5. GRATs. Another wealth transfer technique you might wish to consider is a Grantor Retained Annuity Trust (“GRAT”). A GRAT is an irrevocable trust to which you transfer assets but retain the right to receive an annuity payment for a fixed term of years. If you survive the term of years selected, at the end of the term, any assets remaining in the GRAT pass to your intended beneficiaries (e.g., your descendants), outright or in trust, at little or no gift tax cost. Current depressed asset values and low interest rates make this a good time for a tax efficient transfer to a GRAT and under current law, a GRAT can be structured to result in a gift that is close to zero (a “zeroed-out GRAT”). Since the tax benefits of creating a GRAT are lost if you do not survive the term, many individuals choose to use a series of short term zeroed-out GRATs, commonly referred to as “rolling GRATs”. Under the current gift and estate tax laws, there is little risk in transferring a portion of your assets to a “zeroed-out GRAT”. If the GRAT performs well, you pass appreciation on the assets to your beneficiaries using almost no lifetime gift tax exemption. Even if the GRAT does not perform well (i.e., the value of the assets does not grow as anticipated), you still would not have used any significant portion of your lifetime gift tax exemption. However,the GRAT technique may not be viable in future years and the tax laws may change in the future, possibly even during 2010. Tax legislation has been introduced to repeal the ability to create a “zeroed-out GRAT” and instead require a remainder gift of some significant amount (such as 10% of the assets initially transferred to the GRAT) making a GRAT much less appealing for you in the future. A GRAT with a term of less than 10 years may also be disallowed in the future, increasing the chance that if you create a GRAT, you may not survive the term. There is current proposed legislation imposing limitations on GRATs, but as proposed, the limitations would only apply to a GRAT created after the new law is enacted. Thus, early in 2010 may be your last chance to create a zeroed-out GRAT and/or a GRAT for a term of less than 10 years. Further, generally a GRAT is not a good vehicle for generation-skipping transfers. Although the issue is unclear, with the current repeal of the GST tax, it may be possible to create a GST tax protected perpetual trust for your descendants at the end of the initial GRAT term. Depending on your situation, if you are considering transferring significant wealth to your descendants, we recommend that you contact us to discuss the pros and cons of funding a GRAT in early 2010.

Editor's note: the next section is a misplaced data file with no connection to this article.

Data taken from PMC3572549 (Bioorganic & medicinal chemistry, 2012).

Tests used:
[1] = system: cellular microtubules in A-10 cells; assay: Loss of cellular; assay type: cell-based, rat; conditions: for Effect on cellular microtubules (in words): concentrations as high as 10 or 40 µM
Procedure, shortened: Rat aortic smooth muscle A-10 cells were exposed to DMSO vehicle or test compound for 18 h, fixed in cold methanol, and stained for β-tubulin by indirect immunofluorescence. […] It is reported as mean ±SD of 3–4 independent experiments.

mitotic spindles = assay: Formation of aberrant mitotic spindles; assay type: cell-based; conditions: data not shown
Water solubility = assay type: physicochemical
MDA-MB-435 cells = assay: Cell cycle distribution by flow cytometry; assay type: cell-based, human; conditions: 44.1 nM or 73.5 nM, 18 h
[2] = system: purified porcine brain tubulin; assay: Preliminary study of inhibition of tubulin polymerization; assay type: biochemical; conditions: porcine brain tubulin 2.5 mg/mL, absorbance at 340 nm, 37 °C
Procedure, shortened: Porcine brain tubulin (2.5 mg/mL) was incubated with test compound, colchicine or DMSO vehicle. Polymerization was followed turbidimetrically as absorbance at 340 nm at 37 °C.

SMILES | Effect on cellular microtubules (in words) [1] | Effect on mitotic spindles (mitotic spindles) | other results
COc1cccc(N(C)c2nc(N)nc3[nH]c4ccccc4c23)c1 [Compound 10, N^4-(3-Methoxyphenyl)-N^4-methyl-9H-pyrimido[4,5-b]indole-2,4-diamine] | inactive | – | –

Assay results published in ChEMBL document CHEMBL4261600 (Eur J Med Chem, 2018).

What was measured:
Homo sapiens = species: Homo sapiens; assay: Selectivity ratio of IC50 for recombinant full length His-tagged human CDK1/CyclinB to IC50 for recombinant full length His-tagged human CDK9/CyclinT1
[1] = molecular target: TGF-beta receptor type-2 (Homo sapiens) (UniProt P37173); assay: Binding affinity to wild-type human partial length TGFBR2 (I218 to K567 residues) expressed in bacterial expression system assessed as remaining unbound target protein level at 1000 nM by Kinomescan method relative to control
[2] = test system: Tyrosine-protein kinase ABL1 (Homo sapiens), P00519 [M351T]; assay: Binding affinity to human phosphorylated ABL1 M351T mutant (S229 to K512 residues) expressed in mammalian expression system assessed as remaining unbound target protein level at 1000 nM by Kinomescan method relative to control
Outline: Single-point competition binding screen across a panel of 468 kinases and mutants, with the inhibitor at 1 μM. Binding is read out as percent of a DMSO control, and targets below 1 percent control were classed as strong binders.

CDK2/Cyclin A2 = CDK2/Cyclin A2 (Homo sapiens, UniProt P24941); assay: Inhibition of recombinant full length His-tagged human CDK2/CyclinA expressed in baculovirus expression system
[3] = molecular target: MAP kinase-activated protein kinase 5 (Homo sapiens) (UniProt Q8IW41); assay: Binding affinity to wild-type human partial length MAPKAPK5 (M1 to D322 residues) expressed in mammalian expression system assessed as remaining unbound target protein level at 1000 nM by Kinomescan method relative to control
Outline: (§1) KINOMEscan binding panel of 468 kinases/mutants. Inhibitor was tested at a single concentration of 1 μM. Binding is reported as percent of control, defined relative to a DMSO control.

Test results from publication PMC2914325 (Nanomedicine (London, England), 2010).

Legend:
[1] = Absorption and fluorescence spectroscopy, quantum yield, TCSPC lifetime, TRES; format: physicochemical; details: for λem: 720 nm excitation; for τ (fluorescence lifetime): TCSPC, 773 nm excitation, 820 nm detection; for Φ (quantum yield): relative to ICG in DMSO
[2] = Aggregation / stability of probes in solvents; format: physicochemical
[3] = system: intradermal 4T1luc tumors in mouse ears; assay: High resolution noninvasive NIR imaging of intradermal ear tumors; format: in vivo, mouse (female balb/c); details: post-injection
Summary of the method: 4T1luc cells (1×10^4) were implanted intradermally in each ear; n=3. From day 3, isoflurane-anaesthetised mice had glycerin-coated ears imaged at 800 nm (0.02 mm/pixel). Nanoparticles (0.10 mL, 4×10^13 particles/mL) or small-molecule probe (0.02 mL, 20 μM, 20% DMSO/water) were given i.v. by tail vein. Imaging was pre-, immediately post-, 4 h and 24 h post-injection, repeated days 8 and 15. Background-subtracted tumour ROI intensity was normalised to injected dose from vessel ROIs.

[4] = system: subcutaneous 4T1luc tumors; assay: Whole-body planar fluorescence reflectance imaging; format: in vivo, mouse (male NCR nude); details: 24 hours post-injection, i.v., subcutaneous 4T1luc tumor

6. IDGTs, QPRTs and CLATs. Finally, there are other techniques that you may wish to consider using to transfer a portion of your assets to trusts for the benefit of your descendants to take advantage of the low interest rates, currently depressed asset values, and the low 35% gift tax rate.

    For example, you might consider a part gift and part installment sale to an intentionally defective grantor trust (“IDGT”) for the benefit of your descendants. Low interest rates and depressed asset values make this a tax efficient wealth transfer technique. You might also consider transferring real property to a Qualified Personal Residence Trust (“QPRT”) for the ultimate benefit of your descendants. A QPRT is an irrevocable trust to which you transfer an interest in real property but retain the right to use the property for a fixed term of years. Like a GRAT, in order to achieve all the intended tax savings, you must survive the term of years selected. If you survive, at the end of the term, any assets remaining in the QPRT pass to your beneficiaries (e.g., your descendants).